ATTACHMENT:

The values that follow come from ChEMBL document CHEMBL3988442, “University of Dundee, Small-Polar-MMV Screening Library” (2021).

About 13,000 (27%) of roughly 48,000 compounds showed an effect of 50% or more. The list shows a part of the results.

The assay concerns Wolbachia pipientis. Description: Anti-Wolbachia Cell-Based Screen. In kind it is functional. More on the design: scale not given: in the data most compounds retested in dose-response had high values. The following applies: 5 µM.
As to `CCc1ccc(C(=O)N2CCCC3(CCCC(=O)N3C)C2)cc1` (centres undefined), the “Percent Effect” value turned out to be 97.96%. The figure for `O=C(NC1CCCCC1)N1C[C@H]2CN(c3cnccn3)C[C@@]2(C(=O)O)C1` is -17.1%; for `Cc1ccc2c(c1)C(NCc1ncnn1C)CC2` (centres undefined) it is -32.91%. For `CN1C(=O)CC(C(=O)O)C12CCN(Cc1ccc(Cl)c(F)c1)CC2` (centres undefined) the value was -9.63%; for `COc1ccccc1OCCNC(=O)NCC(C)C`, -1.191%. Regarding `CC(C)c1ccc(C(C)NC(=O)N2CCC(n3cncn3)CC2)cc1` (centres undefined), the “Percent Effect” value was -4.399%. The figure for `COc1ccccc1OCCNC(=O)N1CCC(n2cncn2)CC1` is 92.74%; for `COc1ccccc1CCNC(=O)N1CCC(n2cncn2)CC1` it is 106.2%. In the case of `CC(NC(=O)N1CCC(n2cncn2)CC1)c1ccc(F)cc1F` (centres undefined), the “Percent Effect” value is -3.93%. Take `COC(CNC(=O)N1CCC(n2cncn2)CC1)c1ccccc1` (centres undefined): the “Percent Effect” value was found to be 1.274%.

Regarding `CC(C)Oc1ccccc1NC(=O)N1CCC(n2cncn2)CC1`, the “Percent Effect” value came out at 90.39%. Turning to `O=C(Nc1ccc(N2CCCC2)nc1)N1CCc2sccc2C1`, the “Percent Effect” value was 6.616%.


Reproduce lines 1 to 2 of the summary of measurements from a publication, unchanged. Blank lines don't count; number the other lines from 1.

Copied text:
The values that follow come from ChEMBL document CHEMBL3988442, “University of Dundee, Small-Polar-MMV Screening Library” (2021).

About 13,000 (27%) of roughly 48,000 compounds showed an effect of 50% or more. The list shows a part of the results.